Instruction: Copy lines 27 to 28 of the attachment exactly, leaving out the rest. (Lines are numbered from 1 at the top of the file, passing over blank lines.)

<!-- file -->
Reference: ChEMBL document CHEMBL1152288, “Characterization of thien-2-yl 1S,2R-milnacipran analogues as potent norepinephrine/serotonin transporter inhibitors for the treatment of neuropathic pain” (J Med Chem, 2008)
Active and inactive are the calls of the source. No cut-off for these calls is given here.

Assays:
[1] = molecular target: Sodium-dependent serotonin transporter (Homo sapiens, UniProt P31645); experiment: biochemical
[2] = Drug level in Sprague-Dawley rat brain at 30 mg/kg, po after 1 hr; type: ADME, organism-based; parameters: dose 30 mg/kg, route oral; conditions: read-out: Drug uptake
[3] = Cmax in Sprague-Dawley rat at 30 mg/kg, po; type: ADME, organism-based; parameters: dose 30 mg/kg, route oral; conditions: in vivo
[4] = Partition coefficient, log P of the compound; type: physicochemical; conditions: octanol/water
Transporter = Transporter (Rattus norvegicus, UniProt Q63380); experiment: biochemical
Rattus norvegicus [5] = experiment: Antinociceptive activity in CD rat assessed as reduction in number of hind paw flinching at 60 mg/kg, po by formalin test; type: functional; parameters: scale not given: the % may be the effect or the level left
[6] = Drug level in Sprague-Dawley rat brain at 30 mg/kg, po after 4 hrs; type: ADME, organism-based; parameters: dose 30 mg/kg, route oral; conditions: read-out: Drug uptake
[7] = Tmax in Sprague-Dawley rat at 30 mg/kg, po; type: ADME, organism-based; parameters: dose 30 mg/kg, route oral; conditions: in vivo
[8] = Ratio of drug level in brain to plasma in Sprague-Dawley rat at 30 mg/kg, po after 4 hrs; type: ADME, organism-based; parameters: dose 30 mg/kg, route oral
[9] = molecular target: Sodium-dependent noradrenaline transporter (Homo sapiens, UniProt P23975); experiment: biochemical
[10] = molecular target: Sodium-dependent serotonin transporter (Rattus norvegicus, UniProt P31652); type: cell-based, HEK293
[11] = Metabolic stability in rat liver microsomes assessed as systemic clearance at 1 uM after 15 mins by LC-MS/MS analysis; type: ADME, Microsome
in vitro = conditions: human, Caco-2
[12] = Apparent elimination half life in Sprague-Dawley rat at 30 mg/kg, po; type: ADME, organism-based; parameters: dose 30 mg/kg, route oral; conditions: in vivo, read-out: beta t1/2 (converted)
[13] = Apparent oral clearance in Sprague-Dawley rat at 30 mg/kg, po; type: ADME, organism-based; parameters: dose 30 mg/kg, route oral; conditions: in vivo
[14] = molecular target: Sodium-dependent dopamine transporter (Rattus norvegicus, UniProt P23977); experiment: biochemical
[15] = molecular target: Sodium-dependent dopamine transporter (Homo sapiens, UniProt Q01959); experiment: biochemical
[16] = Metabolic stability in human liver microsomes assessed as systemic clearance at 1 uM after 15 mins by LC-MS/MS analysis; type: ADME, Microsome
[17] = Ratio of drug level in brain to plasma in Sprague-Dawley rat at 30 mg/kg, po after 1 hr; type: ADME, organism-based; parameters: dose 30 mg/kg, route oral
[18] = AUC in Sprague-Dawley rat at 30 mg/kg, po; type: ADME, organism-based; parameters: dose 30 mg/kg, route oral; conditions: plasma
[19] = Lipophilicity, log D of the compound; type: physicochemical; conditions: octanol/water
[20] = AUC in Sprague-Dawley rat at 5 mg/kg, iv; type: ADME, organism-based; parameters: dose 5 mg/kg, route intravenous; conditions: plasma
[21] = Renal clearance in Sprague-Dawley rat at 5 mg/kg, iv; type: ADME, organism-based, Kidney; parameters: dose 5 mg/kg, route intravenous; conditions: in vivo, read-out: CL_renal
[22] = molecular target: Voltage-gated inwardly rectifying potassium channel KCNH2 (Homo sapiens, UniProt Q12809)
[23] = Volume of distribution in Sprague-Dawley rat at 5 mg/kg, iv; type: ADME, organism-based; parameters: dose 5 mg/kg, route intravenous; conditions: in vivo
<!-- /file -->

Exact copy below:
[22] = molecular target: Voltage-gated inwardly rectifying potassium channel KCNH2 (Homo sapiens, UniProt Q12809)
[23] = Volume of distribution in Sprague-Dawley rat at 5 mg/kg, iv; type: ADME, organism-based; parameters: dose 5 mg/kg, route intravenous; conditions: in vivo